Roger Bacon was an English Philosopher who placed considerable emphasis on empiricism, and is believed to be one of the earliest advocates of the modern scientific method. Roger Bacon played a key role in the early stages of the movement which eventually led to the Scientific Revolution. Instead of relying on rational deductions from the statements of ancient authorities for truths about the natural world, he advocated that confirmation by observation or experiment using the methods of mathematics should be required. While not successful in having his ideas accepted during his lifetime, his writings brought attention to this new way of thinking. He is regarded as an important medieval proponent of experimental science.
Roger was not the oldest of his parent's sons so he would not have been expected to inherit the family estates and wealth. It is likely that his parents would have expected him to have become a priest which was the usual route for a son, other than the first, of a family in their position. Although there is no record of Roger's education before he entered Oxford University it is likely that he would have been taught Latin and arithmetic by the local priest to prepare him for university studies (where all teaching was carried out in Latin). At the age of thirteen he entered Oxford University, his father putting up the money for his board, subsistence, and tuition. He excelled in his studies tremendously while attending this University. Eventually he became a well known lecturer.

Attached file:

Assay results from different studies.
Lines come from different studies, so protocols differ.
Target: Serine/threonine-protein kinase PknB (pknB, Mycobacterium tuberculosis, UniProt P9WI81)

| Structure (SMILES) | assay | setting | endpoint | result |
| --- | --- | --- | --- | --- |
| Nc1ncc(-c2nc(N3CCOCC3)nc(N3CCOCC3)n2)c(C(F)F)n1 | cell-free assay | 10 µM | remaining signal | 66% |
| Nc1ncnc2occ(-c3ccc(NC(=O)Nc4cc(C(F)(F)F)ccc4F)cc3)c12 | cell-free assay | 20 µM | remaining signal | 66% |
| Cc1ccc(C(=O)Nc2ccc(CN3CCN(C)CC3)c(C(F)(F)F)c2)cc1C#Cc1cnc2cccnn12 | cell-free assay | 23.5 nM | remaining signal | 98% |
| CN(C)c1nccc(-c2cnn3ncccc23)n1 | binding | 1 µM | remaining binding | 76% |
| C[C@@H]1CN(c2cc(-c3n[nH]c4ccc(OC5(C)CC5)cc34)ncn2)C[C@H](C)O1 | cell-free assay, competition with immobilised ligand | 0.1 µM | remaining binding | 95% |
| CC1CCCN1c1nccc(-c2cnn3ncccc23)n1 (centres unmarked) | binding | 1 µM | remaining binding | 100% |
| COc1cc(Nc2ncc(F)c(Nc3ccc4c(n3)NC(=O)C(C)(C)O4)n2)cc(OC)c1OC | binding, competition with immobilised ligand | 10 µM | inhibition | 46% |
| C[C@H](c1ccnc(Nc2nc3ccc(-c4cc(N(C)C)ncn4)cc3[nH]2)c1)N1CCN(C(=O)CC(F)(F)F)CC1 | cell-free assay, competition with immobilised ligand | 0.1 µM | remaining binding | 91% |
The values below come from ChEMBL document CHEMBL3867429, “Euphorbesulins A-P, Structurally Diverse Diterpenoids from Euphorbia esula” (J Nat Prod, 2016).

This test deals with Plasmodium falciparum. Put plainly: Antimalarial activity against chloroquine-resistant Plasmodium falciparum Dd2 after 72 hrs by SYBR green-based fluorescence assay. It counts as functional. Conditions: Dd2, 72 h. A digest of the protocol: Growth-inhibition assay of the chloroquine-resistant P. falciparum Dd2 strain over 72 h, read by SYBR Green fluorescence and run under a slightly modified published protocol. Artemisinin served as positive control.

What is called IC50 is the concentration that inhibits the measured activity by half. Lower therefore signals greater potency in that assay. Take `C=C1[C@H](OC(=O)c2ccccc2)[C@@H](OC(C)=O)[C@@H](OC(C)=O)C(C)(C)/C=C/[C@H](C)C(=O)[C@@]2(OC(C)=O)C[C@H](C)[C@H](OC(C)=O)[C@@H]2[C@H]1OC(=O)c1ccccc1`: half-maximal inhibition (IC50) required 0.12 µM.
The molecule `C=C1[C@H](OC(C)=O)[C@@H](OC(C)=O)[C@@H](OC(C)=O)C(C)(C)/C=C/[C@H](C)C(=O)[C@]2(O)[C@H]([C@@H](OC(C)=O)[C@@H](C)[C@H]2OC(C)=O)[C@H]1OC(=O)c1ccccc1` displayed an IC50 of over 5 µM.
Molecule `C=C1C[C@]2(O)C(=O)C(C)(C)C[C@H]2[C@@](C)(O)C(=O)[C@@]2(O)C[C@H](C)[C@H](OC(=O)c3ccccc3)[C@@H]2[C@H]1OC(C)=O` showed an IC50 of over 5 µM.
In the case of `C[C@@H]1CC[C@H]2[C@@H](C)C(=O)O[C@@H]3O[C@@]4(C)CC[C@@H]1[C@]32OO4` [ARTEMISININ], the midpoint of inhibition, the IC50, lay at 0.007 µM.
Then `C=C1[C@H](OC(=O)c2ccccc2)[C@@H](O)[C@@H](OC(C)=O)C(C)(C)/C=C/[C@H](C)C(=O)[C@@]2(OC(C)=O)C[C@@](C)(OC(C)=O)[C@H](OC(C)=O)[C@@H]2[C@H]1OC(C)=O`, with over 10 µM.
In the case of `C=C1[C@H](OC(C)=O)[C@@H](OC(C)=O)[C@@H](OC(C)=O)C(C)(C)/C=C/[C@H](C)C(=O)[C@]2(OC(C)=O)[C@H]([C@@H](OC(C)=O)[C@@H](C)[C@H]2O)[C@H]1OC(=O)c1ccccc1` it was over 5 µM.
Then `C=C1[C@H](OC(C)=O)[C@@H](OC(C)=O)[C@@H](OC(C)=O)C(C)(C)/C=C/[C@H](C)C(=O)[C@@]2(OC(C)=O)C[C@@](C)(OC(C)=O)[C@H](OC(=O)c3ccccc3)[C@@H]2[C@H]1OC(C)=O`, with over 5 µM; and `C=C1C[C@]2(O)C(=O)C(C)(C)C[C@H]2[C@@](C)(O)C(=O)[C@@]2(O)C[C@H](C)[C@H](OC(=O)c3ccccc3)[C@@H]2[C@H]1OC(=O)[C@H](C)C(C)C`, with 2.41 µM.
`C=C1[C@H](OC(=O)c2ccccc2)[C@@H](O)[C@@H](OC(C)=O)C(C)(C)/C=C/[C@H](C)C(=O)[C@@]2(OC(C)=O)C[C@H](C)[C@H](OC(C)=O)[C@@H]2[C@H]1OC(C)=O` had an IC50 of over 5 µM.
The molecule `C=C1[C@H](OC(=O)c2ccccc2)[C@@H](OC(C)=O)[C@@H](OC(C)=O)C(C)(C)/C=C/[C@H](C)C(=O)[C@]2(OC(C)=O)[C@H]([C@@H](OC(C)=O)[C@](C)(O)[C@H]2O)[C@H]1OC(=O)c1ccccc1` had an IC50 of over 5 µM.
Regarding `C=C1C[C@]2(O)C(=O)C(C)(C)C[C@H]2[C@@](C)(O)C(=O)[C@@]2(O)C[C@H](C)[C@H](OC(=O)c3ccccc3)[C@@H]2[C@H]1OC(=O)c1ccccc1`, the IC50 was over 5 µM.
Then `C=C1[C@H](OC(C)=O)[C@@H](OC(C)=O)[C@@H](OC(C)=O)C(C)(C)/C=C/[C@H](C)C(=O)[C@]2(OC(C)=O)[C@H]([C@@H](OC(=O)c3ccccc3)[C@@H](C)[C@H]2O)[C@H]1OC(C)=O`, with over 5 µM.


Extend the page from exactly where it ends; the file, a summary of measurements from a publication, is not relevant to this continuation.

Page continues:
The teaching of Aristotle had been banned at the University of Paris for several years on the grounds that Aristotle was not a Christian. However in the early 1240’s, Paris reintroduced the teachings of Aristotle into their courses. They looked to the young lecturer Bacon, who had become an expert on Aristotle’s ideas. He joined the Faculty of Arts in Paris, which was divided into four administrative units, three being French and one being English. Bacon had joined the...
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